Kirksville residents peacefully protest racism, police brutality
On a day when Kirksville residents took to the polls for municipal elections, hundreds more turned out Tuesday to protest recent cases of police brutality and racism.
A crowd of 250-300 people lined up along Baltimore Street, from the Adair County Public Library down to the intersection with North New Street. Holding signs with many different phrases voicing support to end racism and remember the lives of George Floyd, Breonna Taylor and Ahmaud Arbery, the protesters peacefully stood for about two hours without incident.
Kirksville Mayor Zac Burden stood in front of the library, also a polling place for Tuesday’s election. He closed Monday’s City Council meeting with a statement saying he knew the protest would go well and how he wanted Kirksville to prove him right. That ultimately happened. He said he joined the event not just as a citizen, but also as an elected official.
“This is a cause that, when you really boil it down, I think everyone can get behind,” Burden said. “This is about making sure no one in police custody should die. The support of that effort today is an important part to be heard here in Kirksville or anywhere else in the nation.
“I’m also here in my capacity as mayor to show folks that peaceful protest is an important part of our American, democratic tradition that goes back even before our founding,” Burden said. “To have that demonstrated today by people who agree and people who disagree — that’s how it works in our country. So, as mayor, I’m really proud to see that happening here in Kirksville. It’s a shame that this won’t get national attention, but Kirksville can really showcase what this looks like.”
Kirksville residents JoJo and Garrett Nichting organized the rally, putting it together over the weekend. JoJo said she wanted to do something after she saw the video where George Floyd was killed by a Minneapolis police officer on May 25. Floyd was reportedly detained for using a counterfeit $20 bill. Officer Derek Chauvin, who has since been arrested and charged with third-degree murder and manslaughter, pressed his knee into Floyd’s neck for 8 minutes and 46 seconds. Floyd was unresponsive for the final 2 minutes and 53 seconds.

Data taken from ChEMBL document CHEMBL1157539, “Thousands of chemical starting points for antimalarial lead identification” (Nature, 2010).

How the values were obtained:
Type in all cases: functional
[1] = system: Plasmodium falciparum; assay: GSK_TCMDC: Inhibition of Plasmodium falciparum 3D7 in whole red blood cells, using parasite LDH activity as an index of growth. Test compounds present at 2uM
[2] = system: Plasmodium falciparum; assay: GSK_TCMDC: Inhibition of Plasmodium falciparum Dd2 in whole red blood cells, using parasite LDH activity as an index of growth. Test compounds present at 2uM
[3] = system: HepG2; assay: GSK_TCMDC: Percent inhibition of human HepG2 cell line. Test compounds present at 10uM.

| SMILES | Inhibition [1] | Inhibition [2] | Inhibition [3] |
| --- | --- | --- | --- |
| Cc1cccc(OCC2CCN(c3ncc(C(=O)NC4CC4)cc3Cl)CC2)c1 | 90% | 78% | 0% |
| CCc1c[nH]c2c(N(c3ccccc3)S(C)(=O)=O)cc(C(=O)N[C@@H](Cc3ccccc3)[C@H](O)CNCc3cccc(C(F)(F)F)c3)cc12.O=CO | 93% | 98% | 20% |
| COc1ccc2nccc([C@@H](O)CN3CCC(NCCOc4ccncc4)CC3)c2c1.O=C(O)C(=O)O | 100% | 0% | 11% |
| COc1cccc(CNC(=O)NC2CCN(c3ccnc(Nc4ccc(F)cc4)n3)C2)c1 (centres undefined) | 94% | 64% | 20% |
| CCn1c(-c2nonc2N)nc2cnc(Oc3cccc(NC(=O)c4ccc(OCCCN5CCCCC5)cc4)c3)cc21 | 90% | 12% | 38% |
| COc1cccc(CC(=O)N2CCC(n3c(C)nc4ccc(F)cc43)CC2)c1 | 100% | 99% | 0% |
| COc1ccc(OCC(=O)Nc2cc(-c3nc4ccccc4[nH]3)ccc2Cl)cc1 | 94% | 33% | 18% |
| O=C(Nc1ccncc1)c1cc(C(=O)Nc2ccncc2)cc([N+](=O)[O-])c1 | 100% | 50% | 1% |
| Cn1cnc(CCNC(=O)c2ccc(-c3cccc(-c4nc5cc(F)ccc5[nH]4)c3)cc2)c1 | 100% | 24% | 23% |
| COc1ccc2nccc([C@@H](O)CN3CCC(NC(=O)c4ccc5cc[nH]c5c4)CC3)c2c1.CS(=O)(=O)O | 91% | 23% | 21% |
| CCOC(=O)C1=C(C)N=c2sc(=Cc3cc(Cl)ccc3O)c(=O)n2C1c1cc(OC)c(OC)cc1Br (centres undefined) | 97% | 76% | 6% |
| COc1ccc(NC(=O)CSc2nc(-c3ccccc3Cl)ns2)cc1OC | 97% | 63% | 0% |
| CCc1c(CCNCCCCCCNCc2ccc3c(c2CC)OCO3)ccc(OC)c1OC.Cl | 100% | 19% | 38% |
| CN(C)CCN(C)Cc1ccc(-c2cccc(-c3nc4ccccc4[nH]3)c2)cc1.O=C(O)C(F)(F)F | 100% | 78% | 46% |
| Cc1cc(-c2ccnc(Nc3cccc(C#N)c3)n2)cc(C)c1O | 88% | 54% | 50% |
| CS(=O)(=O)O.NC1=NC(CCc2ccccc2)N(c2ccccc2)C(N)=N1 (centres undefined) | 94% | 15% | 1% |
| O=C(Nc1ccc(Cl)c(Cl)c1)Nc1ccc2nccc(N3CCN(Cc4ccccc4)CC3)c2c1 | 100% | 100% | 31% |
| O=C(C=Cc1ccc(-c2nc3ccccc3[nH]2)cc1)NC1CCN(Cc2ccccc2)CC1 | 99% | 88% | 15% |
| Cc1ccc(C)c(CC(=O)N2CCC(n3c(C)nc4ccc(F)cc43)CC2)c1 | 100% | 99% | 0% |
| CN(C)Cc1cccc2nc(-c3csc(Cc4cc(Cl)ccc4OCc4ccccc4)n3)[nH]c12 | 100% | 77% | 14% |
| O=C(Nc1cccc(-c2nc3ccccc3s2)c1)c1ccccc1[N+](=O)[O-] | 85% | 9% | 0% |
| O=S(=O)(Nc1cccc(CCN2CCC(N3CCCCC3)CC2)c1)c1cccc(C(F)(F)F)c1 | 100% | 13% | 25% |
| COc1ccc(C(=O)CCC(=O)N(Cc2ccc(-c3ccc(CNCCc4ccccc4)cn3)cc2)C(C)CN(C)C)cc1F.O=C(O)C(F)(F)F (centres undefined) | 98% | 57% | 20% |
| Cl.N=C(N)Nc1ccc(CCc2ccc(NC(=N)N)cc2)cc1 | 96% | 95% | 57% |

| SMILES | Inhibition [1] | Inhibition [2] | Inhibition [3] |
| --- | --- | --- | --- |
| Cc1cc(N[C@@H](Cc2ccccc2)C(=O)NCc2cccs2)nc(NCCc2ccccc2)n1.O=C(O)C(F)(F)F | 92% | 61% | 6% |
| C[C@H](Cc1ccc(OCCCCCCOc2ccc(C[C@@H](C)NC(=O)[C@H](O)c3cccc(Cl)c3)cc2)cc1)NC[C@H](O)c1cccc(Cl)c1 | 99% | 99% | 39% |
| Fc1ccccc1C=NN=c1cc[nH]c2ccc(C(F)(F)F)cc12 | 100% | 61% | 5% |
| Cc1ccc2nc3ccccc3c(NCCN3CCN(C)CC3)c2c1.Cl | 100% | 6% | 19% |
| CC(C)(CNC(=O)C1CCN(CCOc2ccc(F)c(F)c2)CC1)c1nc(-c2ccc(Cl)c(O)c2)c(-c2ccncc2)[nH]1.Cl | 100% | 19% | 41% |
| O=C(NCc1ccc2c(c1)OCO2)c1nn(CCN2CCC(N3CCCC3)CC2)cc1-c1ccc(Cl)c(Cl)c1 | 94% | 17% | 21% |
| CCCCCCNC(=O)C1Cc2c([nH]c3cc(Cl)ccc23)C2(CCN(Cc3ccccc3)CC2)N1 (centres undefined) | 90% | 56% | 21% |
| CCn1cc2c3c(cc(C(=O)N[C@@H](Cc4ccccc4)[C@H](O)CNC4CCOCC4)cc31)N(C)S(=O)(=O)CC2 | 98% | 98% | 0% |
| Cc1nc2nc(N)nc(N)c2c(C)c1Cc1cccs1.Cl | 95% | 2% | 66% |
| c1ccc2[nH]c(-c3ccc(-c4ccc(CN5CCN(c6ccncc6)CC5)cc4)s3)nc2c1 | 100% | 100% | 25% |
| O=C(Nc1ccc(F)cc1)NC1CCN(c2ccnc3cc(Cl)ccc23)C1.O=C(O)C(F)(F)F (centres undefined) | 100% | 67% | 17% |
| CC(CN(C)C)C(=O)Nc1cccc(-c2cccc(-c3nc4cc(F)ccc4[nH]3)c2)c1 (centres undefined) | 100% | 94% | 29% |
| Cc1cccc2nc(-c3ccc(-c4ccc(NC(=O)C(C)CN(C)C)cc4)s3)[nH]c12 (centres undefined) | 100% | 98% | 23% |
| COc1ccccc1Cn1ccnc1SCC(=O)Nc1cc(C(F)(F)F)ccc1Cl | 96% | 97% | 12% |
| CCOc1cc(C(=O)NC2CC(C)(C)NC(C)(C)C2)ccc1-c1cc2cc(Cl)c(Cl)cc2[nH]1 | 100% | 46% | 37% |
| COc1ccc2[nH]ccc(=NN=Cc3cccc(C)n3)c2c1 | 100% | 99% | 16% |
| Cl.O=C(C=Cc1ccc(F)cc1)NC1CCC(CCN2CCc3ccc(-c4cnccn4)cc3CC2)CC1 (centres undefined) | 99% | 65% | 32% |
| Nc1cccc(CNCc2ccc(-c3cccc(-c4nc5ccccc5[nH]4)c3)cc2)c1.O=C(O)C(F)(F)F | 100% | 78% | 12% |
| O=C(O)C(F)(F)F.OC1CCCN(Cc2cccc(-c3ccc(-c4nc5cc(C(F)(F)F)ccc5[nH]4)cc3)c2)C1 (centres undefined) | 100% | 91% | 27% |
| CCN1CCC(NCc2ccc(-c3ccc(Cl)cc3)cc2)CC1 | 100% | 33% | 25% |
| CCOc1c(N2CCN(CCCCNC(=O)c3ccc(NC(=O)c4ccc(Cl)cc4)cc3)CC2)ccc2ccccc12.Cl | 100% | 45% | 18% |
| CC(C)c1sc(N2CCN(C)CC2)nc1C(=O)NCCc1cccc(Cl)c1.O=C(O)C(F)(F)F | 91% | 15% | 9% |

Floyd’s death came a couple of weeks after Breonna Taylor was killed by Louisville police. The police had a search warrant for suspected drug dealers, but she was not one.
The Nichtings figured getting people lined up alongside the busiest street in Kirksville would get the most attention for their cause. The Facebook page had more than 200 people who said they would show up. Both JoJo and Garrett said they felt hopeful at the conclusion of Tuesday’s protest that many people shared their frustrations and anger.
“A man was killed for no reason,” JoJo said. “He had a knee put to his neck for 8 minutes and 46 seconds. I think people can all agree that’s not good, that we can’t let that happen. We need to put a stop to police brutality.
“We wanted to make it so the town could see that we are here for the black community, and we want to stand with them and help them. We didn’t want to step on their toes and represent them in a bad way. We want to lift them up and give them a voice.”
The event started with everyone gathered around the pavilion at Rotary Park. Both JoJo and Garrett gave brief speeches, songs were sung and then there was a moment of silence — the length of Floyd’s final moments — before lining up along Baltimore.
Adair County Sheriff Robert Hardwick, Kirksville Police Chief Steve Farnsworth and several officers were present for the event. Safety for everyone involved was their top concern.
“We’ve been talking with the organizers for a couple days now. Facebook is a good thing, but so many rumors start on Facebook. We’ve been out trying to curb those rumors and take advantage of that,” Farnsworth said. “But we also wanted to give these people peace of mind because we got a number of calls of people saying, ‘I’m going to be at the protest, but we want to know is safety one of your priorities?’ And, of course, safety is our top priority.”